Entrepreneur creates ingredient packages for iconic Khmer dishes

Content Image - Phnom Penh Post

Entrepreneur Vipassini pre-packaged ingredients for Khmer dishes. Photo provided

Identity is important to every nation because it binds its citizens together and sets them apart from others through a unique blend of food, traditions, culture and language.

Food, in particular, is part of a nation’s identity that attracts a lot of attention from other parts of the world if it is delicious or unique.

The main Khmer dishes that are known to other nationalities are Samlor Korko (mixed vegetable soup), Amok (steamed fish with lemongrass and coconut milk) and Prahok (salted fish paste).

However, Khmer cuisine is largely unknown in the international context and therefore not very popular in Asia compared to Chinese, Japanese or Thai cuisines, or well-known European cuisines such as French or Italian.

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With the aim of promoting Khmer food, a woman started the idea of ​​creating packages of ingredients used to cook Khmer food to promote the taste of Cambodian culture.

Sambath Amarak Vipsini, founder of Sabra Food Handicrafts, which makes products under the brand name “Kreung Hlaung Sabara”, said she originally owned a hotel called Sabara in Siem Reap province that was praised by guests for its Khmer dishes.

However, during the Covid-19 pandemic, the number of guests dropped and he was forced to try new business ideas.

She said she decided to make a pre-packaged mix of non-meat and non-perishable ingredients for foods like amok and red curry to sell to others who can complete the dish and get an authentic Cambodian taste.

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She said that her main ingredients are all extracted from fresh spices so that customers can get the real Khmer taste from them.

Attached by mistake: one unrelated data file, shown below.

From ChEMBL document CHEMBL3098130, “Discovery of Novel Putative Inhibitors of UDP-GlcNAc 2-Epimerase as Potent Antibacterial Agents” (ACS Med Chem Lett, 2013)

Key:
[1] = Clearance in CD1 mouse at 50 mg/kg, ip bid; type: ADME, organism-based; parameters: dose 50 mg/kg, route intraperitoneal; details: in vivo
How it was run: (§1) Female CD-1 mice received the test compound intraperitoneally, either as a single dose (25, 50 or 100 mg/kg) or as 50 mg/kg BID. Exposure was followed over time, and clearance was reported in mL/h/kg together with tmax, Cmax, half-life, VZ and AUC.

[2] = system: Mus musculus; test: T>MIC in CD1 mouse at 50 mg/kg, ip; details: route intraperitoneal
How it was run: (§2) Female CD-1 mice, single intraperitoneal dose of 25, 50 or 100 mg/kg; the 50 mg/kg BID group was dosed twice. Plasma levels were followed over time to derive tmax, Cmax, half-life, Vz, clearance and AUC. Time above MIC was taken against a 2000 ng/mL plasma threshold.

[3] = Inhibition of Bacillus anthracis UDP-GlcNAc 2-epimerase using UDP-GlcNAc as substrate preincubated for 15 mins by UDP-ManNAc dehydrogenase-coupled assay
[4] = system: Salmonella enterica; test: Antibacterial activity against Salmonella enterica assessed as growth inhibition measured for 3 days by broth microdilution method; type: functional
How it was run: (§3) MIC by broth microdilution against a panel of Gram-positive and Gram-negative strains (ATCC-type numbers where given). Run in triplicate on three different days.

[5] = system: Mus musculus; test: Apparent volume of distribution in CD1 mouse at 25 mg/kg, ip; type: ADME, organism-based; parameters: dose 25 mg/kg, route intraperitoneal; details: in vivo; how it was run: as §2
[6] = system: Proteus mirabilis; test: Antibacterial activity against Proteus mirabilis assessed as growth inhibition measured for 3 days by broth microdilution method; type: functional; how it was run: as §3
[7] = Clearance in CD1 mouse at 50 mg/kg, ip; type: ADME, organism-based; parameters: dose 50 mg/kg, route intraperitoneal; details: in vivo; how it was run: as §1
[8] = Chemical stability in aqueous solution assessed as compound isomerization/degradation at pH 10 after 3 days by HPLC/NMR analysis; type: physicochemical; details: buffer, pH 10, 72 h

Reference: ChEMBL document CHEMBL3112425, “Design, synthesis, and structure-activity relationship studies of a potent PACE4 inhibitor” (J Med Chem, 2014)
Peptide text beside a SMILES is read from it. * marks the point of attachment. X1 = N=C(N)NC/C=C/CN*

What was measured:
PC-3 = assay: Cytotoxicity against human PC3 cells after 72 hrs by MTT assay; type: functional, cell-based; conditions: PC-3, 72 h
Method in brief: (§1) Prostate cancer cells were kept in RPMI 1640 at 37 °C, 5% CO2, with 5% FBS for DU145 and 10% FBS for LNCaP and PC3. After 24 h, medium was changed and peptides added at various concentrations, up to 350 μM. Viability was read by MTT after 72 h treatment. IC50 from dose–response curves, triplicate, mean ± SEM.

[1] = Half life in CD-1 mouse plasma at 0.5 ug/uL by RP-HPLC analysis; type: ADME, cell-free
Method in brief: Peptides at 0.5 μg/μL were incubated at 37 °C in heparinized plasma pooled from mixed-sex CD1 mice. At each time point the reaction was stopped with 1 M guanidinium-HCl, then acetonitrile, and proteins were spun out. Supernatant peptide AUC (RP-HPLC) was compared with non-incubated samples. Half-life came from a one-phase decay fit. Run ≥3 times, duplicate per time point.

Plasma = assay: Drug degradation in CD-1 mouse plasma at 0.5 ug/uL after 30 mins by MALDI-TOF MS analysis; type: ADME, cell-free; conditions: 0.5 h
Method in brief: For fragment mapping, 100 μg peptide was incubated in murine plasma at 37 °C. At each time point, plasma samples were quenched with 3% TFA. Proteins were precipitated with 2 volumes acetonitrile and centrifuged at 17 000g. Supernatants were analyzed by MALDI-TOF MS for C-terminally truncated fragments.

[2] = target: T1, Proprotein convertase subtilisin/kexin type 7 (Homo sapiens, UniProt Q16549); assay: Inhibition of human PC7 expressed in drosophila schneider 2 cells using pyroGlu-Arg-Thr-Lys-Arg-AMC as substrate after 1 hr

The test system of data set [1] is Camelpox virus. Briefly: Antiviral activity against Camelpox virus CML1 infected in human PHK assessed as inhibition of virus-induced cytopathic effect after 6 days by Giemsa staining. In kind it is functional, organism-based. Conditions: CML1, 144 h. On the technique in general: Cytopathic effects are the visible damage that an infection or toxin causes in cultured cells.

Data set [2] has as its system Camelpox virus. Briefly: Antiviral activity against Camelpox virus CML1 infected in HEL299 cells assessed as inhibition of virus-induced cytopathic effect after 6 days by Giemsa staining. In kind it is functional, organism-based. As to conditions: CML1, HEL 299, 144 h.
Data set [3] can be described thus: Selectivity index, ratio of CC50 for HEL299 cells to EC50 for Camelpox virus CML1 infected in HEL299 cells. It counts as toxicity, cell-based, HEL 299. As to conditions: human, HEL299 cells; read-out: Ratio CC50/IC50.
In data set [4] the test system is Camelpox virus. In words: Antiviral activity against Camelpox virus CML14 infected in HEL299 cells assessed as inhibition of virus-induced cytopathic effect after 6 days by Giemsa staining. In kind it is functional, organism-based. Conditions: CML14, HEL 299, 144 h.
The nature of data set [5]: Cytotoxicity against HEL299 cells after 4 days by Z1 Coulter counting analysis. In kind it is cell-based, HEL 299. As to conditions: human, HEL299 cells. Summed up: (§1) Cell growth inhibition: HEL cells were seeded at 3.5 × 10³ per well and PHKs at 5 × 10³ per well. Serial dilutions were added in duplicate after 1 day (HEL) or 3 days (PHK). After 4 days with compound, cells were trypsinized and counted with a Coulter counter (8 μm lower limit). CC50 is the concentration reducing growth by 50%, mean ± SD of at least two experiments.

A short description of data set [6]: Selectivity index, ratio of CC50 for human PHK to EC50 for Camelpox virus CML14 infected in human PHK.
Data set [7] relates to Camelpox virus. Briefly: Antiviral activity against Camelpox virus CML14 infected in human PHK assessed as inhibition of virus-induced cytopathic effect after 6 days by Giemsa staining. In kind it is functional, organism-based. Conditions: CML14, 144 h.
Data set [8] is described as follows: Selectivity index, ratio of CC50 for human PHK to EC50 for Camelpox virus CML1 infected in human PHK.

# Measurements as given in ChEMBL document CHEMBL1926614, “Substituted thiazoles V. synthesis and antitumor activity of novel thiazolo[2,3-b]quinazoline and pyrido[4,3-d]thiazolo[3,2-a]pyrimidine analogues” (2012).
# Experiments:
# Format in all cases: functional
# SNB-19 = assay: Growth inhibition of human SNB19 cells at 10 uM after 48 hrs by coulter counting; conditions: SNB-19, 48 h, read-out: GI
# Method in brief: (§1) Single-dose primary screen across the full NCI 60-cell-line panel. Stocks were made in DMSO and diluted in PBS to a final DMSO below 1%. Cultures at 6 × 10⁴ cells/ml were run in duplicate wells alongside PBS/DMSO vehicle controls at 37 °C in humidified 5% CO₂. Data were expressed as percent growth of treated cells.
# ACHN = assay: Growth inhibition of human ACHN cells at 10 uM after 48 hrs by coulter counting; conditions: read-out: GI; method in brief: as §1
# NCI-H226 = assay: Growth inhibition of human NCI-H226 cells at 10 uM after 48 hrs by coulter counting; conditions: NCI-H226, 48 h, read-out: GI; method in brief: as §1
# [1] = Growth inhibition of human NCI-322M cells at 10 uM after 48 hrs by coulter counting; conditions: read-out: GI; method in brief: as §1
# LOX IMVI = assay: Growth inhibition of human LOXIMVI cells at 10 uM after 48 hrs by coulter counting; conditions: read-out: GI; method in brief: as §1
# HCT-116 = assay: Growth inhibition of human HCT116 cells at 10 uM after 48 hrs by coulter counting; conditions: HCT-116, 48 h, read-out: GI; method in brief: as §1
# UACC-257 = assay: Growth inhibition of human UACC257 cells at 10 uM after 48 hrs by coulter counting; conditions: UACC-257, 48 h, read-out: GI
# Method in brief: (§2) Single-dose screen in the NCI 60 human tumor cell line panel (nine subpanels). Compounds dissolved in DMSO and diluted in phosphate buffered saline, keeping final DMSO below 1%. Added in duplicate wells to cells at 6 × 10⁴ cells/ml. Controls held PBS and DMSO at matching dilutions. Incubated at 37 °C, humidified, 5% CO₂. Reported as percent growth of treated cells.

‘There are only products from neighboring countries in the market, but curry and amok are never found. Therefore, I want to prepare those materials for the convenience of the people and expand the market abroad as well,’ she said.

She has been in business for six months now and has been selling her prepared ingredients in four Khmer dishes at markets, supermarkets and shops and has received a lot of support from customers.

The content packages are sold at a retail price of 6,000 riyals each to ensure they are a fair price for Cambodians. The products comply with all hygiene standards, both national and international, in which she received training from the Ministry of Industry.

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She said that since her products are new to the market, she and her team could use some marketing training to get the word out about their products to the target demographic that needs to know about them.

They are currently being sold in Phnom Penh and Siem Reap provinces and in the future, she wants to make them available nationwide. After that, she wants to expand sales abroad, especially to countries with large populations of Cambodian immigrants.


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